*This week’s summary is provided by Peter, originally posted to his*

blog. I am providing it here with permission.

In my interpretation, this is a simple combinatorial problem: say the

number of recipients is `r`

and candles per recipient is `c`

, then you

are looking for a (preferably non-repeating) random selection of `r`

elements of `c`

-combinations of the original set of candles. (In fact

it’s a bit more complicated than that: the `c`

-combinations have to be

recalculated from the remaining candles each time you give away a

group of candles, so we’ll get to that). Sounds confusing? Don’t

worry, after the implementation everything will be clear!

So first, define a k-combination for a histogram (a Hash like candles

above, where keys are elements and values are cardinalities):

```
class Hash
def comb(group_size)
result = []
inner_comb = lambda do |head,tail|
tail[0..-(group_size-head.size)].each do |e|
if (head.size >= group_size-1)
tail.each {|t| result << head + [t]}
else
inner_comb[head + [e], tail[tail.index(e)+1..-1]]
end
end
end
inner_comb[[],self.inject([]) {|a,v| v[1].times{a << v[0]}; a}]
result.uniq
end
```

For example:

```
candles = { :orange => 2,
:vanilla => 1,
:lavender => 1,
:garden => 1 }
pp candles.comb(3)
=> [[:lavender, :garden, :orange],
[:lavender, :garden, :vanilla],
[:lavender, :orange, :orange],
[:lavender, :orange, :vanilla],
[:garden, :orange, :orange],
[:garden, :orange, :vanilla],
[:orange, :orange, :vanilla]]
```

So, for a set of candles, this method generates all possible 3-

combinations of the candles. We can then pick one and assign it to one

of the recipients. Then recalculate the above from the remaining

candles, give it to the next recipient - and so on and so forth.

That’s the basic idea, but we also need to ensure the candle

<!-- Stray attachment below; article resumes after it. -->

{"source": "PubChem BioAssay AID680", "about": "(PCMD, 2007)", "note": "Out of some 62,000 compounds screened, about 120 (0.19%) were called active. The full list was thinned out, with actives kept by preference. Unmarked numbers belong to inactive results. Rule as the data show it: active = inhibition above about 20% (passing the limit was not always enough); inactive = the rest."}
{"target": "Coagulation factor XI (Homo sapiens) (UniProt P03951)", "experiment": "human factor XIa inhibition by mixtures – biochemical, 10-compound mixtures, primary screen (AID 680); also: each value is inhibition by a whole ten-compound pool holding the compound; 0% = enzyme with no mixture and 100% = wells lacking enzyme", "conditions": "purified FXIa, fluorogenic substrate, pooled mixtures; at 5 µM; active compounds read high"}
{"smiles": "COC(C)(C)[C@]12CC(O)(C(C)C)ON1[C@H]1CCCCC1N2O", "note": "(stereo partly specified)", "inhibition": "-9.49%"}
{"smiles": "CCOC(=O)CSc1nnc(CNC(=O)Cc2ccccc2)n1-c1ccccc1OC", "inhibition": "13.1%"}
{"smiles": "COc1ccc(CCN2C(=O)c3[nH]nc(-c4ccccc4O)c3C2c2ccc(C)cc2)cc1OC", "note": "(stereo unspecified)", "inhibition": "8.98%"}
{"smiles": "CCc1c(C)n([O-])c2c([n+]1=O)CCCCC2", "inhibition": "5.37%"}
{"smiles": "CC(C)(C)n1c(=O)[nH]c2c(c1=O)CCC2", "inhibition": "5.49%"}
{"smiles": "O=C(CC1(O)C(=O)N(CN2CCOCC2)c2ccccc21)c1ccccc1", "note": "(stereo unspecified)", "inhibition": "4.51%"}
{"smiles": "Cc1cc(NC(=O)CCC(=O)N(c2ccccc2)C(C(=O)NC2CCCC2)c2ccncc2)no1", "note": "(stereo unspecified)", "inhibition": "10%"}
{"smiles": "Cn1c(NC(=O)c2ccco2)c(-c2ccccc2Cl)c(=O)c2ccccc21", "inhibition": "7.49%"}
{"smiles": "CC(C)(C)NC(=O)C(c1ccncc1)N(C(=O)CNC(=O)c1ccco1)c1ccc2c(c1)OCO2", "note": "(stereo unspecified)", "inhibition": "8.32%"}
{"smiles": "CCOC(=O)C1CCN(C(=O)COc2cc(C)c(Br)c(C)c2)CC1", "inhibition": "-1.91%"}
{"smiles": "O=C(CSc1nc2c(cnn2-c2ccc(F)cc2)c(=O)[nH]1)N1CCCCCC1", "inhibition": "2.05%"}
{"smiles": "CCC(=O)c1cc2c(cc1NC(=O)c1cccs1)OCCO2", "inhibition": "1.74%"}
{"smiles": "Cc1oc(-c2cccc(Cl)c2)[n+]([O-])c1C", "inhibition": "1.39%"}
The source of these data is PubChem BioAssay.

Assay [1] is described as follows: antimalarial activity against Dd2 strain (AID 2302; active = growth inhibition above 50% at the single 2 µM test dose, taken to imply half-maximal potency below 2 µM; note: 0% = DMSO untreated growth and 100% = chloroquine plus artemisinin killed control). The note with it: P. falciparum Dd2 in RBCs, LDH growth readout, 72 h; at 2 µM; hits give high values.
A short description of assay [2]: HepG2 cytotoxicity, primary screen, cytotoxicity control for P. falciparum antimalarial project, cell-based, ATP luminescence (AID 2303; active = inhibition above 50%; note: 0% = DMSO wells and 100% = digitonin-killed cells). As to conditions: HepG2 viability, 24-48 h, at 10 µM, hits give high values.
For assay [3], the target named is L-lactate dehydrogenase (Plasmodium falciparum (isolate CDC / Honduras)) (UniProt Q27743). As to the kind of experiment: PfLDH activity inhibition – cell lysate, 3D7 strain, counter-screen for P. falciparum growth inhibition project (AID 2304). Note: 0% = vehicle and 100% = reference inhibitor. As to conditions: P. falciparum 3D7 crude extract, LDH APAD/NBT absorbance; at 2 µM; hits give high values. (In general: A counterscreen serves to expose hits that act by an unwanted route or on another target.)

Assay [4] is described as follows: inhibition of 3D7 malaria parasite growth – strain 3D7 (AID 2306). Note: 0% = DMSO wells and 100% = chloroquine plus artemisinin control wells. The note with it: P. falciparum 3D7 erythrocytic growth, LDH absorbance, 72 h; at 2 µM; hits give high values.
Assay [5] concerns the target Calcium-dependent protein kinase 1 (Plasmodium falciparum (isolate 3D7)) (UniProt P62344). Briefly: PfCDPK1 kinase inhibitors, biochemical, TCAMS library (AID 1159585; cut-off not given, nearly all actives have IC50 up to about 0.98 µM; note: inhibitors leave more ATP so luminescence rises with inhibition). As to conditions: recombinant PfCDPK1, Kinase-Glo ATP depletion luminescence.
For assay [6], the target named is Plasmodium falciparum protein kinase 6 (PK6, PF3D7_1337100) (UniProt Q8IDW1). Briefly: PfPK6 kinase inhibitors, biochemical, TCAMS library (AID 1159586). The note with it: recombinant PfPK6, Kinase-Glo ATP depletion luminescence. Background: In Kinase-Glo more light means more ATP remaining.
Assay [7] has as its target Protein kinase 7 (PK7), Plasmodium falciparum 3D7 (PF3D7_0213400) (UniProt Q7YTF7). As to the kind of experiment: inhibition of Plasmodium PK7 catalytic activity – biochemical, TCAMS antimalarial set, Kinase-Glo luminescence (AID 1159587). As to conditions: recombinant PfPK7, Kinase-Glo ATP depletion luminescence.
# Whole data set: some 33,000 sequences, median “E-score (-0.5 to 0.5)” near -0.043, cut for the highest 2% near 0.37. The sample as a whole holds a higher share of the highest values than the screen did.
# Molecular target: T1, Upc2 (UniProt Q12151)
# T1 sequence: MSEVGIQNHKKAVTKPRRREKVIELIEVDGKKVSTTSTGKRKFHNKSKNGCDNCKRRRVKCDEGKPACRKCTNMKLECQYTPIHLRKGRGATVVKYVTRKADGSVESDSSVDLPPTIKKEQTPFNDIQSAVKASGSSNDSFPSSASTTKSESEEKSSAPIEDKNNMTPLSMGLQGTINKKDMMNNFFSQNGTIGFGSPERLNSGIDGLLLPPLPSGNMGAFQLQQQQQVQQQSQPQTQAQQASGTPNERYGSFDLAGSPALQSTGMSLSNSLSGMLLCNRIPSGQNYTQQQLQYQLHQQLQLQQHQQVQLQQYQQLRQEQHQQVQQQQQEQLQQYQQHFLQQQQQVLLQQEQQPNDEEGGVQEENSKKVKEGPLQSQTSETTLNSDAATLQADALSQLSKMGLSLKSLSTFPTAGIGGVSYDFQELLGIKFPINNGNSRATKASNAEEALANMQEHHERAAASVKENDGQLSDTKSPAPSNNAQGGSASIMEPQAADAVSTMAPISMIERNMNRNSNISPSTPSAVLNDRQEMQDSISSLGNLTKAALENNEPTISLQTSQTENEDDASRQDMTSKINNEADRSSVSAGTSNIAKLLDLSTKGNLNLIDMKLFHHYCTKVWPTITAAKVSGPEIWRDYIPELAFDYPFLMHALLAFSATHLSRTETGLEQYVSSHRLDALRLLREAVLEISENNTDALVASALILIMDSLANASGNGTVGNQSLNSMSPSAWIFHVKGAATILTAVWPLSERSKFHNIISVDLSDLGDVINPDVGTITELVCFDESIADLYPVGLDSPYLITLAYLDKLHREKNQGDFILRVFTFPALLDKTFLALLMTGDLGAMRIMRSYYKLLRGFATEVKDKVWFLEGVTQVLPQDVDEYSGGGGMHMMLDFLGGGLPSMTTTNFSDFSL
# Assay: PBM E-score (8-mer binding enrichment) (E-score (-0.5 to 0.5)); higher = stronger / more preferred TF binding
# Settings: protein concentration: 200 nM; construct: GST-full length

combinations are as non-repeating as possible. So let’s define some

further utility methods:

```
class Hash
def remove_set(set)
set.each {|e| self[e] -= 1}
end
end
```

The above code adjusts the number of candles in the original hash once

we give away some of them. So for example:

```
candles = { :orange => 2,
:vanilla => 1,
:lavender => 1,
:garden => 1 }
candles.remove_set([:orange,:orange,:lavender])
p candles
=> {:lavender=>0, :garden=>1, :orange=>0, :vanilla=>1}
```

And some Array extensions:

```
class Array
def rand
uniqs = self.select{|e| e.uniq.size == e.size}
uniqs.empty? ? self[Kernel.rand(length)] :
```

uniqs[Kernel.rand(uniqs.length)]

end

```
def unordered_include?(other)
self.map{|e| e.map{|s| s.to_s}.sort}.include? other.map{|s|
```

s.to_s}.sort

end

end

`Array#rand`

is trying to pick a random non-repeating combination if

there is one (e.g. `[:orange, :lavender, :garden]`

) or, if there is no

such combination, then just a random one (e.g.

`[:orange, :orange, :garden]`

- orange is repeating, but we have no

other choice).

`Array#unordered_include?`

is like normal `Array#include?`

, but

disregards the ordering of the elements. So for example:

```
[[:lavender, :garden, :orange]].include?
```

[:lavender, :orange, :garden] => false

[[:lavender, :garden, :orange]].unordered_include?

[:lavender, :orange, :garden] => true

Hmm… it would have been much more effective to use a set here rather

than the above CPU-sucker, but now I am lazy to change it.

OK, so finally for the solution:

```
ERROR_STRING = "The number of recipients times the number of
```

candles per recipient is more than the supply!"

```
def mix_and_match(candles, recipients, candles_per_recipient)
return ERROR_STRING if ((candles.values.inject{|a,v| a+v}) <
```

(recipients.size * candles_per_recipient))

candle_set = recipients.inject({}) do |a,v|

tried = []

tries = 0

loop do

random_pick = candles.comb(candles_per_recipient).rand

tried << random_pick unless tried.unordered_include?

random_pick

break unless a.values.unordered_include? random_pick

break if (tries+=1) > candles.values.size * 2

end

candles.remove_set(tried.last)

a[v] = tried.last

a

end

candle_set.merge({:extra => candles})

end

So, in the inner loop we randomly pick a candles-per-recipient-

combination of all the possible combinations; If no one has that combo

yet, we assign it to the next recipient. If someone has it already, we

try to find an unique combination (loop on), unless it is impossible.

In this case we simply start giving out any combinations. Once we give

away a set of candles, we remove them from the original set. Easy-peasy.

You can check out the source code here.

This was a great quiz, too bad that not many people took a stab at it

(so far 1 except me ;-)). The hardest part for me was the

implementation of the k-combination (and the result looks awful to me

- I didn’t check any algorithm/pseudocode/other solution though, I

wanted to roll my own) - after that the problem was pretty simple.